How to Use Our Montessori Materials
The great thing about most of our geography and science materials is that they are very open-ended and can be used in various ways for a wide range of ages.
We've been asked how to use our printable Montessori materials. And why so many of our materials don't include step-by-step instructions. We don't include them because we want the materials to be open-ended for both the teacher and the students. We don't want the presentation of the lessons to be constricted by how we think it should be presented - our version may not be appropriate for your students and their abilities.
The presentation of the materials will vary greatly depending on the students, their level of interest, previous exposure to preparatory materials, and overall abilities. The materials will not be very effective if you're locked into a presentation that isn't suitable for the children you're working with. As the Montessori guide, it's your responsibility to adjust the presentation of the materials for the children in your presence. This is why observation in the Montessori environment is so important!
We want our materials to offer a starting point for the children to learn about the topics that they're interested in. The materials are meant to be a point of departure - not a point of arrival. They're meant to offer general/basic information on the topic, provoke thoughts and questions, and inspire the children to study the topic in greater depth. The information we've provided in the materials is by no means complete. First, that would be impossible - is any research ever complete? Secondly, if we provided all the information, the children wouldn't have any reason to search for further knowledge and find the answers to their questions. Think of our materials as the 'springboard' that launches the children's desire for greater knowledge.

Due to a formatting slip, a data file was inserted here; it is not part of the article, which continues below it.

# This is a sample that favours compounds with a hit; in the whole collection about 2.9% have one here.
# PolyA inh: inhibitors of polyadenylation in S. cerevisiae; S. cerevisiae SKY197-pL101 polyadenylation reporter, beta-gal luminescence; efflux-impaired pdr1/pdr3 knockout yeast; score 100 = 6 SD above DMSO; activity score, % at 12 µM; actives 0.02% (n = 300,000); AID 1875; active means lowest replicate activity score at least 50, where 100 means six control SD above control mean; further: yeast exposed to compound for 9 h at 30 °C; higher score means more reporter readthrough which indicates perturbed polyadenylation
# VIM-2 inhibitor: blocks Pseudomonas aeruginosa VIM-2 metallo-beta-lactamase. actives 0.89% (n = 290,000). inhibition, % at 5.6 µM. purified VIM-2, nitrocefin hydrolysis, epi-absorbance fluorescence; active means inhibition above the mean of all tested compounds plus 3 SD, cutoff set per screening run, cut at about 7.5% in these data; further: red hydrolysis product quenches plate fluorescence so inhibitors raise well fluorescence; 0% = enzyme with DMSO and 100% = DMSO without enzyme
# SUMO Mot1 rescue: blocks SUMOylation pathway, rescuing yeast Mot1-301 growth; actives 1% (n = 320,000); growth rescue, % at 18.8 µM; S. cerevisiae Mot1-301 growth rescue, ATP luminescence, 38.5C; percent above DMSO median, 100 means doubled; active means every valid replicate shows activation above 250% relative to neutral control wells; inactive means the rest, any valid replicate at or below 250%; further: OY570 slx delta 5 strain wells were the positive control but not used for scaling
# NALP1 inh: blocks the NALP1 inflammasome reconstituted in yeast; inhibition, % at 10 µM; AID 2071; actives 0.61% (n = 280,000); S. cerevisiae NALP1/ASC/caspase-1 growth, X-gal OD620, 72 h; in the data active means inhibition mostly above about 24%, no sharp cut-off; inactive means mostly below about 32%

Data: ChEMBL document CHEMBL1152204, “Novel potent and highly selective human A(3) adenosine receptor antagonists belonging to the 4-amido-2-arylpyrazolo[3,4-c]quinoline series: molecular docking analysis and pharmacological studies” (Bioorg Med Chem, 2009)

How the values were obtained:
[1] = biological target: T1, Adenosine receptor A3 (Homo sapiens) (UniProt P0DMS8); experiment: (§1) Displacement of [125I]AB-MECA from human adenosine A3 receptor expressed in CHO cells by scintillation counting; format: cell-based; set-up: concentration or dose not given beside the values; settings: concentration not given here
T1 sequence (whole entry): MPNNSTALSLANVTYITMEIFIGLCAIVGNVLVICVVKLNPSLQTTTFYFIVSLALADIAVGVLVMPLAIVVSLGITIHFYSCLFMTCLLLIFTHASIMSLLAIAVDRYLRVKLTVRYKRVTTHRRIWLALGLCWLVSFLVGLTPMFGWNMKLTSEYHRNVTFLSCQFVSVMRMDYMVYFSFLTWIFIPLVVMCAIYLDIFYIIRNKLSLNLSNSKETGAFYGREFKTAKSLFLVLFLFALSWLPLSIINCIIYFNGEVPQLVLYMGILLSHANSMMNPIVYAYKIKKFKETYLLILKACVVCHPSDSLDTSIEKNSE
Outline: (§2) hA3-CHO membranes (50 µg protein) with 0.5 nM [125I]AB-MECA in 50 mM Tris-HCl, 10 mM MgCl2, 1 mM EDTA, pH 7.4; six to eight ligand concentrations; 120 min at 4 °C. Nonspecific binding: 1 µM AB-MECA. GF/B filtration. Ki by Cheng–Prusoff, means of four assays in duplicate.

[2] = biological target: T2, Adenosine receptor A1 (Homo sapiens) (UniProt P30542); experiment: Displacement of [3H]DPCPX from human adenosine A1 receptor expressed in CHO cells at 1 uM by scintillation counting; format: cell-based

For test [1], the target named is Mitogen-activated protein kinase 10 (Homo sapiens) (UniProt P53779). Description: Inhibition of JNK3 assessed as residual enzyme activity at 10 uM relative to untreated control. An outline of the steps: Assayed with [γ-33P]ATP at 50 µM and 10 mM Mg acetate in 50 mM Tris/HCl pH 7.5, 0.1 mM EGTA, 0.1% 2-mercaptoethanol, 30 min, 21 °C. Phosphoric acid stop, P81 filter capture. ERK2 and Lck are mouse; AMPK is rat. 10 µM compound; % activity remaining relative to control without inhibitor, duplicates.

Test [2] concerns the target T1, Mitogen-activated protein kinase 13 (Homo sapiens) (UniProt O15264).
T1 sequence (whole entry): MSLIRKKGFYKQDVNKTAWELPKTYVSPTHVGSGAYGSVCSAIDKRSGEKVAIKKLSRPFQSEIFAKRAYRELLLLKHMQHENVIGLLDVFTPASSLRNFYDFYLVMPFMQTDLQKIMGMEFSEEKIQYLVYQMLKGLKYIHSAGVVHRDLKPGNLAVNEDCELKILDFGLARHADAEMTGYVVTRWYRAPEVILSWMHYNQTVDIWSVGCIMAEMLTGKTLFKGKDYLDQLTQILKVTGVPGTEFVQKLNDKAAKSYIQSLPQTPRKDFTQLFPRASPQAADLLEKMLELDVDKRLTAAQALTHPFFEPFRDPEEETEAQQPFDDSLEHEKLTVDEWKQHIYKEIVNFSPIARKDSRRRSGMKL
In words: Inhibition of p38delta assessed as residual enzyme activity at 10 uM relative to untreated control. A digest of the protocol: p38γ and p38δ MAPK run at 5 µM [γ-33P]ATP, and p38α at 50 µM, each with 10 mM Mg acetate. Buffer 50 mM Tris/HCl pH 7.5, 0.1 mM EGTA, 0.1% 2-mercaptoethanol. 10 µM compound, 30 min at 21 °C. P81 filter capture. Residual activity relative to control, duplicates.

So now you're asking - "How do you know how to present the materials to the children?"
First, you need to familiarize yourself with the various parts included in the material (examples: 3-part cards, definition cards, information cards, sorting cards, control charts, etc.). You'll have a chance to do this while you prepare (print, laminate, trim) the materials - that's the beauty of preparing the materials yourself.
Let's use the Types of Mountains material to explore the various ways the materials can be used. This will give you some ideas for the presentation of other materials/topics. You can make the presentation as simple or as complicated as you feel the children can manage.
When presenting new materials to the children, the most important thing to remember is to "follow the child" and their interests. Allow your mind to be open to their interests and give them the creative room they desire to learn about our world. Don't offer them all the answers; encourage them to discover how they can find the answers. This will lay a strong foundation for life-long learning.